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title: 'The San Francisco call. (San Francisco [Calif.]) 1895-1913, August 11, 1895, Page 18, Image 18',
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CHARLES M. SHORTRIDGE,
Editor and Proprietor.
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BUSINESS OFFICE :
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Telephone Main— lß6B
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THE SUMMER MONTHS.
Arc yon going to the country on a vacation? If
re. it is no trouble for ns to forward THE CALL to
your address. Do not let it miss you for you wiU
miss it. Orders given to the carrier, or left at
Business Office, 710 Market street, wUI receive
SUN DAY AUGUST 11, 1895
THE CALL SPEAKS FOR ALL.
Now for the fairs.
Every district has a show.
We must have a winning exhibit at At
The fair season will open wide enough
this week to give everybody a show.
Much of the literature in The Call this
morning deserves to be called classic
The forest fires in the Puget Sound coun
try are a warning to California to look out.
Perhaps had it not been for the Solid
Eight the Civic Federation's energy would
have lain dormant.
It is impossible for any one to be sad
who fills his system with the merry sun
shine of California.
The missionary in China seems to need
a six-shooter as well as a Bible and a gun- j
boat as well as a chapel.
The most successful rose-growers here
about are the girls, and their prowess is
merely a matter of cheek.
The Camp Roache experiment has justi
fied itself and it will meet next summer as
an established institution.
If the Grand Jury will press the button
of an indictment against the Solid Eight,
the people will do the rest.
There are as many ways of being happy
in California as there are seductive allure
ments in the glance of the sun.
The proposed census every five years
would be crowding the limit. At the
present time it requires five years to take
< ' ■
The only reformer nowadays who can
dare to face the modern sneer is he with
the commanding brains and character to
Study the literary features of The Call
this morning and see what Western writers
can do to make a Western paper for all the
world to read.
In his serious illness Governor Budd has
the sympathy of the whole State and even
the office-seekers will probably consent to
give him a rest.
Police Commissioner Grant of New York
is probably appalled by the Tammany
ghost which his opposition to PLOOsevelt's
reform movement has raised.
The Miners' Association seems to be
keeping an alert eye on the Southern Pa
cific weaknesses which some of its mem
bers are in danger of betraying.
Cleveland will not be allowed to fish in
peace until he has named the man to fill
the vacancy on the Supreme beach, but he
may possibly catch a few suckers in doing it.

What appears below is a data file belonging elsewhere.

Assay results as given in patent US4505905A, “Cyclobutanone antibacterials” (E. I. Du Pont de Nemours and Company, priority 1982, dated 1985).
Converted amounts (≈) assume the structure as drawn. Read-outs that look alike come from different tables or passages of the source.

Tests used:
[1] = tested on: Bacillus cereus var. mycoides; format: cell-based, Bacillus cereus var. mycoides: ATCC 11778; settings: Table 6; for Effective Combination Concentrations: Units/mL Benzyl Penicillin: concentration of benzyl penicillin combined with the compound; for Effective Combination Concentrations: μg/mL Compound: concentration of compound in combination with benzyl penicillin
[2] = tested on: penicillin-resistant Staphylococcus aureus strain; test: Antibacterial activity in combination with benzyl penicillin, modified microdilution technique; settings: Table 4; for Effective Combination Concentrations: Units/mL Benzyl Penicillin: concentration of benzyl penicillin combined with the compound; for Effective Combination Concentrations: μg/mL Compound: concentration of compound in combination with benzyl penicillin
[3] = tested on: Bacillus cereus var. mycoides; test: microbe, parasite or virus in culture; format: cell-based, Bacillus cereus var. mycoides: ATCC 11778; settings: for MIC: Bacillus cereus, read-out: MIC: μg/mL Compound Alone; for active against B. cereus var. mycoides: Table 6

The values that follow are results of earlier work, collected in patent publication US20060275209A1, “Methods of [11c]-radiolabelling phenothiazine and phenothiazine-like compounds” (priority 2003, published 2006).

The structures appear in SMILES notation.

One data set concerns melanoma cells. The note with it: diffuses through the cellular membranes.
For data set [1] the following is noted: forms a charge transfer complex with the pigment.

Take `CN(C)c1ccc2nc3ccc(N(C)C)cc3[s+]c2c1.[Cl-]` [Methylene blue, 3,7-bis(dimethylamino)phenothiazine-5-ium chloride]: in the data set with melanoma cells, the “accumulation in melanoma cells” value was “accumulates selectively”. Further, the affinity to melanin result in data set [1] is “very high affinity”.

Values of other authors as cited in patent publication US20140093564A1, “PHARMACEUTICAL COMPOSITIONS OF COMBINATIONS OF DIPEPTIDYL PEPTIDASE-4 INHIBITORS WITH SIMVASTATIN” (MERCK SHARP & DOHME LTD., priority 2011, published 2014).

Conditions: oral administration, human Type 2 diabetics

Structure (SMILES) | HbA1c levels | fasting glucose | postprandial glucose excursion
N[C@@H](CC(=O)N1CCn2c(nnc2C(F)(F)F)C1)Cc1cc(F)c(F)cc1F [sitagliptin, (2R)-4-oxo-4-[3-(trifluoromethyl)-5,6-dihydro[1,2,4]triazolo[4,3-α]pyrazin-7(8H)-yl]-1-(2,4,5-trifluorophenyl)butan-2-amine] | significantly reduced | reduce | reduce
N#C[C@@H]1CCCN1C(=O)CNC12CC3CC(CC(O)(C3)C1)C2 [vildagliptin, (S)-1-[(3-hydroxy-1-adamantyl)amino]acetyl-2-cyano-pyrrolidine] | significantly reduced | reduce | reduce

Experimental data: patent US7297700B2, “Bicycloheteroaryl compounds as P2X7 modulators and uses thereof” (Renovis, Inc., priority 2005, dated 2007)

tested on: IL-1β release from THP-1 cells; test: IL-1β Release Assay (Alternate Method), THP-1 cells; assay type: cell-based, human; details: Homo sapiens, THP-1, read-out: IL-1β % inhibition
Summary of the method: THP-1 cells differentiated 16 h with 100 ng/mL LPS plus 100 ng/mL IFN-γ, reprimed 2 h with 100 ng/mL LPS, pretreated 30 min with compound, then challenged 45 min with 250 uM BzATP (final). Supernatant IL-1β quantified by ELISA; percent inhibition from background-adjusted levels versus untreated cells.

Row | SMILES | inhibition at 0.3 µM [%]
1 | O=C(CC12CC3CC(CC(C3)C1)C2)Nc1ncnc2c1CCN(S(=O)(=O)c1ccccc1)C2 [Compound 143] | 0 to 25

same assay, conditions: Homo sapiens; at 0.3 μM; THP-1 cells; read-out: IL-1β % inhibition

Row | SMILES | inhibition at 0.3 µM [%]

It has been several days since Hawaiian
"filibusters" were breathing sulphur and
brimstone hereabout, and this makes us
fear that enterprising journalism is losing
Bland of Missouri likes silver, but he
says he Would not take the Democratic
Presidential nomination next year even if
it were offered him on a silver platform
and a silver platter.
The captain of the steamer Mexico has
made a wholesome departure from a dis
graceful practice by refusing to perform
the marriage ceremony for two eloping
minors from Los Angeles.
It would seem that the south side, of all
parts of the City, should have the least
reason for supporting the Southern Pacific
in its determination to hold possession of
its spur-track franchise to the park.
Joseph H. Choate has been making the
people of Illinois unhappy by telling them
that while England with 30,000,000 of
people maintains only thirty-two Judges
Illinois makes her people support 178.
The alterations which are being made in
• the Safe Deposit building will serve as a hint
to the owners of all the old, and almost
abandoned but really well-built houses
between Montgomery street and the bay.
Henry Watterson's statement that who
ever says Cleveland is one of the greatest
statesmen of this country " is either a fool
or a craven tool " shows that the distin
guished Kentuckian has had a lucid in
The signs of reform are probably causing
the Solid Eight to indulge in an amused
speculation as to whether their future
emulators will be influenced more by a
fear of the penitentiary than by loyalty to
' Yesterday's issue of James H. Barry's
Star contained the following: "Every
worker for the single tax in this City
should subscribe for The Call, the only
daily that gives the movement prominence
in its columns.'" 1 in publishing informa
tion, regarding the single tax movement
. The Call is following the course that it
has laid out in regard to all public mat
ters. Where earnest, thoughtful citizens
are joined together for the discussion of
topics relating to the affairs of life the sub
jects are given respectful treatment in the
news colums of the paper,
A LITERARY FEATURE.
This issue of The Call gives a fair idea
of its policy on the score of its literary
features. It is a radical departure from the
methods of daily journalism in San Fran
cisco, in that it gives preference to the
writers of California over those living in
the Eastern States and England. This is
not only carrying out The Call's general
plan of giving more attention to the de
velopment of California than has been the
custom hitherto in this City, but lying
behind that are important reasons to
justify it. It is evident that the plan of
using original contributions from leading
California writers is much more expensive
than that of buying cheap "syndicate"
matter, over winch the editor has practi
cally no control, but the advantages offset
ting the increased expense are numerous.
In the first place, California is Immeasur
ably the richest field for literary explora
tion in all the New World, Louisiana not
excepted. History and romance of the
most fascinating kinds and in marvelous
variety abound from the very first settle
ment of the region by the Franciscan
monks. Thu beautiful idyls of the mis
sions, the austere lives and strange adven